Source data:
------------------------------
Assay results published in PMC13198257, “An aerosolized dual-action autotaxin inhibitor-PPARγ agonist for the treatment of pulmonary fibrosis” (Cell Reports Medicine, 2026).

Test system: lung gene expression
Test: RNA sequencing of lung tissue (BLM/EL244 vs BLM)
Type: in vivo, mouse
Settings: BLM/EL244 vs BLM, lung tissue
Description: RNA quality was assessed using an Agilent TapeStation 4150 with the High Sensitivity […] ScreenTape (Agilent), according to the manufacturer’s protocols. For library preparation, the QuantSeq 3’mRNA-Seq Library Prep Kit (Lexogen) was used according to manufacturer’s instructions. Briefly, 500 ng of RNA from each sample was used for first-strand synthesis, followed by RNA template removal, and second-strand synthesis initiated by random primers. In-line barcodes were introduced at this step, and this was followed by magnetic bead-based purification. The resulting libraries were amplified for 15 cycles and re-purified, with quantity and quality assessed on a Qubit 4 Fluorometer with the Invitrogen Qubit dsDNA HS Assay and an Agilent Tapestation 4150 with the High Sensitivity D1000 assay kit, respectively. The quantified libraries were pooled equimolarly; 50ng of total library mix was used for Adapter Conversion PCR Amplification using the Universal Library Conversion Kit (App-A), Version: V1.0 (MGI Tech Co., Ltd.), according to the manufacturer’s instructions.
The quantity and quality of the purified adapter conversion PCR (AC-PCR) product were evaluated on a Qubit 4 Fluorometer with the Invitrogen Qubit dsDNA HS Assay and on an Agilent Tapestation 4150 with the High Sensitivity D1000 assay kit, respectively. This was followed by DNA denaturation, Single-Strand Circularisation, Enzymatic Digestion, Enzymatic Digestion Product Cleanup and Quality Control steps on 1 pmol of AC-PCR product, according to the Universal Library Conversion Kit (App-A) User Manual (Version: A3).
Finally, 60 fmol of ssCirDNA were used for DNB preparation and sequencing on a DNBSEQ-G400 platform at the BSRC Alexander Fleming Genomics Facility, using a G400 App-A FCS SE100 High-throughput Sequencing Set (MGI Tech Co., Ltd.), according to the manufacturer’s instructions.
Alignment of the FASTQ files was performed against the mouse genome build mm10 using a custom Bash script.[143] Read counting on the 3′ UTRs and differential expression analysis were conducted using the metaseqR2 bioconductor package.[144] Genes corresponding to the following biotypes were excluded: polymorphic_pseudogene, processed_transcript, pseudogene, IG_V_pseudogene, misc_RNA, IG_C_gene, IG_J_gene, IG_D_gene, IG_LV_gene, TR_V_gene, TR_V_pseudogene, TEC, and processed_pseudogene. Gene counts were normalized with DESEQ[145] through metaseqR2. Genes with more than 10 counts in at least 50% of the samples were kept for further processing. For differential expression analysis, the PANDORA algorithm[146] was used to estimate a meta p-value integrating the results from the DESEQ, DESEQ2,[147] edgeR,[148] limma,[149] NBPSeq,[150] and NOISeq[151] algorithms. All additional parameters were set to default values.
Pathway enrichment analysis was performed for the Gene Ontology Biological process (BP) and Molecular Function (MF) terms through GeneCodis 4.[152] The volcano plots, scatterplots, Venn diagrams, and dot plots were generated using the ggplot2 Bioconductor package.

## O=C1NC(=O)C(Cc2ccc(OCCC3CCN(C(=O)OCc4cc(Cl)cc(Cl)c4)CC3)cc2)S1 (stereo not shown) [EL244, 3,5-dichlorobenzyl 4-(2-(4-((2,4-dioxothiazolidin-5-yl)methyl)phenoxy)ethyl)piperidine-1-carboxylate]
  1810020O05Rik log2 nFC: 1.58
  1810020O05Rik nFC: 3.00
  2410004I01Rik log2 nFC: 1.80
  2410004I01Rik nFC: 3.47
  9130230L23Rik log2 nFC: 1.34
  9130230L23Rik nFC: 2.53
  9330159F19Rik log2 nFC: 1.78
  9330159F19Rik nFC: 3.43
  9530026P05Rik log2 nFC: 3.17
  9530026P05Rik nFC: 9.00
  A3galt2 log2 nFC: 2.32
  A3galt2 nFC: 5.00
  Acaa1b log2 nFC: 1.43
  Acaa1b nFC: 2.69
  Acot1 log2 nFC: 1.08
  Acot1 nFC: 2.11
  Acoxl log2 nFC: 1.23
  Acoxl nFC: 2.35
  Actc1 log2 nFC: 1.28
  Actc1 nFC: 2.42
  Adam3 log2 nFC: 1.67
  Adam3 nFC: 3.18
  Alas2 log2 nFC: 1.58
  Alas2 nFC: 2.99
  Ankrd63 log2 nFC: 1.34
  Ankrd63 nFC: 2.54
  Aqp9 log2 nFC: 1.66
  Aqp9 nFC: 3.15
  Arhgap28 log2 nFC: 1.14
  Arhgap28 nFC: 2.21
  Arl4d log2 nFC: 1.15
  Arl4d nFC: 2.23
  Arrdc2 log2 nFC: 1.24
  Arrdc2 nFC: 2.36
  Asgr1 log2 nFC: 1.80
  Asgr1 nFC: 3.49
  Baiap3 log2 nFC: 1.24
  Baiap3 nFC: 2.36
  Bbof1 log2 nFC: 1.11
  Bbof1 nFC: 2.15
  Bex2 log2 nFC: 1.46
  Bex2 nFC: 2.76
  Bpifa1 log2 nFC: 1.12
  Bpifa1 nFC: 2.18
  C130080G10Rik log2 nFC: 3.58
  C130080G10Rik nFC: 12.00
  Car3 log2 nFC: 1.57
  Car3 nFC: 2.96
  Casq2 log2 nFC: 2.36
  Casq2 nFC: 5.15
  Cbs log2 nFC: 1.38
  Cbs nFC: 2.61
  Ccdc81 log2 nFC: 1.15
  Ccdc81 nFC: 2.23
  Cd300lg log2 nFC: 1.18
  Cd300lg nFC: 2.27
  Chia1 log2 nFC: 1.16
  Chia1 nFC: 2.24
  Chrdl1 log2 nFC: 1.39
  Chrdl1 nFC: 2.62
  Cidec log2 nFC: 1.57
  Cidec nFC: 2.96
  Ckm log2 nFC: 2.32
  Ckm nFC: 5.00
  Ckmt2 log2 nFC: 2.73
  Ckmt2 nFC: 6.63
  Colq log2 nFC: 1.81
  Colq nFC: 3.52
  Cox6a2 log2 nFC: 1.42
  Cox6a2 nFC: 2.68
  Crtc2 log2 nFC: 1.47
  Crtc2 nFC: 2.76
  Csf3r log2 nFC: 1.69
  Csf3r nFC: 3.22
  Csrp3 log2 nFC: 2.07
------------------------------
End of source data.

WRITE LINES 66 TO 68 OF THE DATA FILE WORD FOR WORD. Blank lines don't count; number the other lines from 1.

  Cd300lg log2 nFC: 1.18
  Cd300lg nFC: 2.27
  Chia1 log2 nFC: 1.16